Street Fight’s June Theme: Retail Recovery

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This post is the latest in our “Retail Recovery” series. It will be an editorial focus for the month of June, and you can see the rest of the series here

Each of the past two months, choosing Street Fight’s monthly theme was a no-brainer. All we could think and write about was Covid-era topics and dynamics. For us, that meant covering the pandemic’s continued effect on local commerce. High-touch businesses have been the hardest hit, and that’s where local commerce lives.

Last month, this was so prominent in our collective mindset that we broke precedent and doubled down on the commerce & coronavirus theme, first launched in April. We even considered letting it roll for a third month. But after convening, the Street Fight council of elders decided to go in a different direction.

As the country starts to re-open and recover (some places more quickly than others), we’ll shift our focus to cover specifically how that’s happening. And what better vertical to represent local business recovery than retail? It will be a leading indicator for several other local commerce verticals.

So we introduce our June editorial theme: Retail Recovery. The goal: to chronicle the steps local businesses are taking to reemerge from locked doors and empty streets. Who’s doing what, and what can we learn from them? By “them” we mean businesses and the tech providers that support them.

In addition to recovery efforts, our coverage will continue to touch on the new perspectives business leaders are developing as a result of the current crisis. What realizations were gained from the creativity and resilience to survive? Among these, will any new tactics or operational efficiencies persist throughout the return to some version of normalcy?

For example, some existing and lingering technologies got their chance to shine in the past two months. We’re not talking about Zoom and Animal Crossing. We’re talking about streamlining retail operations. We’re talking order-ahead functionality, cashierless checkout, and curbside pickup.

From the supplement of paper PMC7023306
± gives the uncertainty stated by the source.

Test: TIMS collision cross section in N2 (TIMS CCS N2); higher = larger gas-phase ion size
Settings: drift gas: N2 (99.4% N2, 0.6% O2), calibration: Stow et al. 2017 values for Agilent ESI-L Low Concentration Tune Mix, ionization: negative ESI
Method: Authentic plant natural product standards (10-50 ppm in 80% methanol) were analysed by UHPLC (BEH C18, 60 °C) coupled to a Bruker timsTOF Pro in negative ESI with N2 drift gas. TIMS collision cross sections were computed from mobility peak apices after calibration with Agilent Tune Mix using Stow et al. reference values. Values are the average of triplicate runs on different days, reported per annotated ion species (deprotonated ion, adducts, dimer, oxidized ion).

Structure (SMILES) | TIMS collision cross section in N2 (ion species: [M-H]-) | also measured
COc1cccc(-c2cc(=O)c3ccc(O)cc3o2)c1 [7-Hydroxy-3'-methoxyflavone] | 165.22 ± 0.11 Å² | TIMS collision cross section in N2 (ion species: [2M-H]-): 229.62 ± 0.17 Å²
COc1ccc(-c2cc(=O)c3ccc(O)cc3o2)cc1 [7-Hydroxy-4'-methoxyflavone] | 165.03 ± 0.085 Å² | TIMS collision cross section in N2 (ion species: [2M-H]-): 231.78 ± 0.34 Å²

From the consumer perspective, the trust and acclimation to shop differently — such as through curbside orders — has already become commonplace. Will that create new demand signals? Some technologies may inflect from this forced adoption and end up sticking with us permanently.

The irony is that this could save retail. The retailpocolyse that tore through the sector over the past few years hit the tech laggards hardest. Could forced tech adoption from a pandemic inadvertently and finally vault retailers into tech-savvy practices that give them a fighting chance against Amazon?

Of course, many aspects of the last two months will go away with good-riddance sentiments from all. But some could sustain, especially in retail. And by retail, we mean the broader category beyond department and big-box stores. We’ll cover innovations and shifting practices in grocery and QSR, too.

We’ll label posts on this topic so you can look out for them (see the preface and links at the opening of this article). We’ll also give you the chance to see them all at once. This is part of an ongoing editorial strategy aimed at helping you find our most pertinent content across monthly themes.

Reach out to us with suggestions for monthly themes, opportunities to contribute, and to amplify your brand messaging alongside this thematic coverage. On that note, we’re excited to also announce that we’ve launched the latest version of our media kit. Check it out, and come be part of our narrative.

Mike Boland has been a tech & media analyst for the past two decades, specifically covering mobile, local, and emerging technologies. He has written for Street Fight since 2011. More can be seen at